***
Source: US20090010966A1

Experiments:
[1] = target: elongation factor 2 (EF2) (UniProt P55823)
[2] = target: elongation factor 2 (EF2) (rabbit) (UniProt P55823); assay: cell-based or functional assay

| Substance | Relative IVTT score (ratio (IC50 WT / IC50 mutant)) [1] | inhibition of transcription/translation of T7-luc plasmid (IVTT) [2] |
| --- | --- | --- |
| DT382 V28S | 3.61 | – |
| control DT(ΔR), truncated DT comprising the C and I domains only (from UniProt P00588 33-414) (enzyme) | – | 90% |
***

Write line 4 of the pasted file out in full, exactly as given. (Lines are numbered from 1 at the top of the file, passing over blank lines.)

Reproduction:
[2] = target: elongation factor 2 (EF2) (rabbit) (UniProt P55823); assay: cell-based or functional assay